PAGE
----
Arena Hardball

shravan arena1 Arena HardballThe Commercial Observer: How did Grubb & Ellis brace for the recession when it first came on the horizon?
Mr. Arena: What I’m most proud of is that during this whole period, from last September to today, we have not lost one person here in New York. We didn’t lay a person off. We shared the sacrifice amongst the people in the office. And, to me, that’s our biggest accomplishment. And that’s what differentiates one culture from another: The way you honor your stakeholders, whether it be your clients, your shareholders or employees of the firm, differentiates one firm from another.

Were there sacrifices elsewhere?
We may be the only firm that has grown its transaction business on a net basis, year over year. We’ve added people; we’ve been actively recruiting. So if your question is what have we done this year, we’ve done a couple of things. The first thing is we slimmed down our infrastructure, and we prepared for what we knew was going to be a period where we were going to have to watch costs scrupulously, and we did that. Two, we positioned the firm for growth, one by focusing on clients even more intensely. So, for instance, we’ve created practice areas around what we think clients are looking for and what we’re hearing clients are looking for today.

Now seems like a good time to pay off debt. Has that been part of the strategy?
This has been a hard year for real estate service firms. We’ve certainly had our share of issues. Most of the issues have been around the capital structures. How are they financing their firms and how do those firms move forward in the future? Two weeks ago, we recapitalized our firm. We raised $90 million of equity. We are essentially debt-free. We have plenty of operating capital for investment in people and we have solid operating revenues, so we’re essentially debt-free.

How does that make it easier going forward?
You want to be dealing with firms you know are going to be around for a while. Two, you want to be dealing with firms that aren’t distracted by their own internal issues. Particularly, if you’re a client, you want someone 100 percent focused on your objectives and not on internal corporate concerns. Third, you want a firm that can spend the resources necessary to treat their people well, hire and retain the best people and invest in clients and new technology and new processes and new ways of thinking.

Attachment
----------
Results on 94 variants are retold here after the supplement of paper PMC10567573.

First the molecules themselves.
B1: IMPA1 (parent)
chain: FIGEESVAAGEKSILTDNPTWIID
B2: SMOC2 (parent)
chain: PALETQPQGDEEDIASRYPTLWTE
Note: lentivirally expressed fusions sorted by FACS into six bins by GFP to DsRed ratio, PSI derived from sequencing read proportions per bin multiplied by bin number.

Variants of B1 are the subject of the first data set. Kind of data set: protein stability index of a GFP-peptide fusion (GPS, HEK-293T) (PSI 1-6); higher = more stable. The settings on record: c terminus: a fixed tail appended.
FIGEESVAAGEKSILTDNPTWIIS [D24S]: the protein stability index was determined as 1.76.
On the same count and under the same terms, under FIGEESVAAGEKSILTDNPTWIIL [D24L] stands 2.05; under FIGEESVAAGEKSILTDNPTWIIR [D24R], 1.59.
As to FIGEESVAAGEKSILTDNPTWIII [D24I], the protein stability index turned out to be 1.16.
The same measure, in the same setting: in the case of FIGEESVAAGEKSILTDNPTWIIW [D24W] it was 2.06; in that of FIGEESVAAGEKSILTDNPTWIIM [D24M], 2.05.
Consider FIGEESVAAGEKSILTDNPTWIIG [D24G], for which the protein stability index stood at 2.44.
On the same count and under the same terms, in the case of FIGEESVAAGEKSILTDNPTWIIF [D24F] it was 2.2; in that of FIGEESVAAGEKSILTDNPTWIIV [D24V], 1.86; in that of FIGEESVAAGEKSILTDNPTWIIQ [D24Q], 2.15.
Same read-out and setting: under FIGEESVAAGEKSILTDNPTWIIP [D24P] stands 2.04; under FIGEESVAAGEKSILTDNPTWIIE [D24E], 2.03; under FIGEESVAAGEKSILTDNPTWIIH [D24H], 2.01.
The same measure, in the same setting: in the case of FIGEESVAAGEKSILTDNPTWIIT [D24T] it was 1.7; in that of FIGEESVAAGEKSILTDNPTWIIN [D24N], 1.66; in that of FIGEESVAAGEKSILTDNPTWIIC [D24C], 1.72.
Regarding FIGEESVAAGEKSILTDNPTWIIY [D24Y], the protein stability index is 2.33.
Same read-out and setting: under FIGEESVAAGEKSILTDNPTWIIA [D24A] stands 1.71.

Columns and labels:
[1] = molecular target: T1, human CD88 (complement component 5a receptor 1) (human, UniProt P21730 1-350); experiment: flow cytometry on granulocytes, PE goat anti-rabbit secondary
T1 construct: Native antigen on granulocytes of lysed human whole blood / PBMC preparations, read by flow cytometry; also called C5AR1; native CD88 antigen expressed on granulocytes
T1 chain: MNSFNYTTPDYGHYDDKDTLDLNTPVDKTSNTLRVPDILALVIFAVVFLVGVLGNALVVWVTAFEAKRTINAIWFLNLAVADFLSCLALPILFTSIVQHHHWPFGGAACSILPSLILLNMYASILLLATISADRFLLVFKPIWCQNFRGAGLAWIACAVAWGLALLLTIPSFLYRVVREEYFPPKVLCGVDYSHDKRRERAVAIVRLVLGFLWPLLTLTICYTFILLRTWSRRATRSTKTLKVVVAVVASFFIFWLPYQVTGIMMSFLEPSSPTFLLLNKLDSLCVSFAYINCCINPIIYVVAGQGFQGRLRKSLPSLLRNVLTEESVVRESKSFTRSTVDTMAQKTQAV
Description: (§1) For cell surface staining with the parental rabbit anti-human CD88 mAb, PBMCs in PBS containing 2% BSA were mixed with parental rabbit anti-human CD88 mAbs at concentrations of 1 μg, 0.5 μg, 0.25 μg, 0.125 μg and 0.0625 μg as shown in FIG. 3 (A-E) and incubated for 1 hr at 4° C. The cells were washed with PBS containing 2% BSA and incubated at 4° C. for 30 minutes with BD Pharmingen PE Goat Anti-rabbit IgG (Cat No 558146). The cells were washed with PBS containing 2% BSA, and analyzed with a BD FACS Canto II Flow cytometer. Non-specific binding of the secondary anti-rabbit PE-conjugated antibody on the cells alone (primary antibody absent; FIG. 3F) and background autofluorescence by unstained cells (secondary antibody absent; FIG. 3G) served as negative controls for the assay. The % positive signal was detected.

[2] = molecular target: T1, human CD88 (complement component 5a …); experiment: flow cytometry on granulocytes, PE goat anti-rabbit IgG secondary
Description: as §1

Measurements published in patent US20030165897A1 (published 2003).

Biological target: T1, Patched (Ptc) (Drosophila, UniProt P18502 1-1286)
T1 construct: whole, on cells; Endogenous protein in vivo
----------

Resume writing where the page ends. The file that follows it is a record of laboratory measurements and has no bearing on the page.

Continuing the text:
What’s the future hold for Grubb & Ellis?

We have a pretty big investment management business, which operates outside of Santa Ana, Calif., which has never had a place here in New York City. We’re going to launch our investment management business here in New York City. We have $6.5 billion under investment management today. In the first six months of the year, we raised $495 million. We’re going to expand it and launch it out of this office in New York City.

Tell me about some of your most recent deals.
We’ve done a lot of subleasing. We’ve probably been as or more active than anybody else in the subleasing market. We’ve done around 500,000 square feet of subleasing up to this point, a lot of it downtown. Certainly, a lot of it was at 7 World Trade.

Why so many subleases?